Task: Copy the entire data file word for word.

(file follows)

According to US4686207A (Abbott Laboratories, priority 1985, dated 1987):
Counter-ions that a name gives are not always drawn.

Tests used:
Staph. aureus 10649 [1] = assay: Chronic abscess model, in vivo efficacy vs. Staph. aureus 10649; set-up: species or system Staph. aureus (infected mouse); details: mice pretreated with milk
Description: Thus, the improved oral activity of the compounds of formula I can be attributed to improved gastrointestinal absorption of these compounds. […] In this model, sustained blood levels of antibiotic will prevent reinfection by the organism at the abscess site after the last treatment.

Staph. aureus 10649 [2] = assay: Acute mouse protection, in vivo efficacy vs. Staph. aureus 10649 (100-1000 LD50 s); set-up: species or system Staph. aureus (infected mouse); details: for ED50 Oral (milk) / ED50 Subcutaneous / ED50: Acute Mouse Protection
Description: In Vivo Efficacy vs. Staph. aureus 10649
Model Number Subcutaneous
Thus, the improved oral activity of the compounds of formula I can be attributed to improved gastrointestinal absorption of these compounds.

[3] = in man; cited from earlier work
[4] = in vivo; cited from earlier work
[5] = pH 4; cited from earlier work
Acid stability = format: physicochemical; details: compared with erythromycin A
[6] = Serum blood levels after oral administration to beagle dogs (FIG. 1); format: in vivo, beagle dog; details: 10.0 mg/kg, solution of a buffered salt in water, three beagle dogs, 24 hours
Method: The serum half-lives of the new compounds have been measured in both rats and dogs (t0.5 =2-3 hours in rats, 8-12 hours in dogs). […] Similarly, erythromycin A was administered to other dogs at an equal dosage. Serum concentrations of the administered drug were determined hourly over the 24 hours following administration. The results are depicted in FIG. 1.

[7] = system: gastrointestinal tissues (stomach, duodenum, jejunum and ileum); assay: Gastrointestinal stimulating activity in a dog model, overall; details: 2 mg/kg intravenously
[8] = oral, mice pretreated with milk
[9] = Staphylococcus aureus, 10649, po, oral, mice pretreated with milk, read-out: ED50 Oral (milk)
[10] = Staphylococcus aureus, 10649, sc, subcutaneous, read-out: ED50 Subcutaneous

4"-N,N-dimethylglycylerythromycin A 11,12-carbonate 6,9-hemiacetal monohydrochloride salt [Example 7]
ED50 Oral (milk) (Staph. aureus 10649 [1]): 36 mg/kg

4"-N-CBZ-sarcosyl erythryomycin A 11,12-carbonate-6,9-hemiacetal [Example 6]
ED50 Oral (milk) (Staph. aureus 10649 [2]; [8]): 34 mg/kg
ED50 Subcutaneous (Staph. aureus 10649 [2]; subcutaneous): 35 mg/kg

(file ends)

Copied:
According to US4686207A (Abbott Laboratories, priority 1985, dated 1987):
Counter-ions that a name gives are not always drawn.

Tests used:
Staph. aureus 10649 [1] = assay: Chronic abscess model, in vivo efficacy vs. Staph. aureus 10649; set-up: species or system Staph. aureus (infected mouse); details: mice pretreated with milk
Description: Thus, the improved oral activity of the compounds of formula I can be attributed to improved gastrointestinal absorption of these compounds. […] In this model, sustained blood levels of antibiotic will prevent reinfection by the organism at the abscess site after the last treatment.

Staph. aureus 10649 [2] = assay: Acute mouse protection, in vivo efficacy vs. Staph. aureus 10649 (100-1000 LD50 s); set-up: species or system Staph. aureus (infected mouse); details: for ED50 Oral (milk) / ED50 Subcutaneous / ED50: Acute Mouse Protection
Description: In Vivo Efficacy vs. Staph. aureus 10649
Model Number Subcutaneous
Thus, the improved oral activity of the compounds of formula I can be attributed to improved gastrointestinal absorption of these compounds.

[3] = in man; cited from earlier work
[4] = in vivo; cited from earlier work
[5] = pH 4; cited from earlier work
Acid stability = format: physicochemical; details: compared with erythromycin A
[6] = Serum blood levels after oral administration to beagle dogs (FIG. 1); format: in vivo, beagle dog; details: 10.0 mg/kg, solution of a buffered salt in water, three beagle dogs, 24 hours
Method: The serum half-lives of the new compounds have been measured in both rats and dogs (t0.5 =2-3 hours in rats, 8-12 hours in dogs). […] Similarly, erythromycin A was administered to other dogs at an equal dosage. Serum concentrations of the administered drug were determined hourly over the 24 hours following administration. The results are depicted in FIG. 1.

[7] = system: gastrointestinal tissues (stomach, duodenum, jejunum and ileum); assay: Gastrointestinal stimulating activity in a dog model, overall; details: 2 mg/kg intravenously
[8] = oral, mice pretreated with milk
[9] = Staphylococcus aureus, 10649, po, oral, mice pretreated with milk, read-out: ED50 Oral (milk)
[10] = Staphylococcus aureus, 10649, sc, subcutaneous, read-out: ED50 Subcutaneous

4"-N,N-dimethylglycylerythromycin A 11,12-carbonate 6,9-hemiacetal monohydrochloride salt [Example 7]
ED50 Oral (milk) (Staph. aureus 10649 [1]): 36 mg/kg

4"-N-CBZ-sarcosyl erythryomycin A 11,12-carbonate-6,9-hemiacetal [Example 6]
ED50 Oral (milk) (Staph. aureus 10649 [2]; [8]): 34 mg/kg
ED50 Subcutaneous (Staph. aureus 10649 [2]; subcutaneous): 35 mg/kg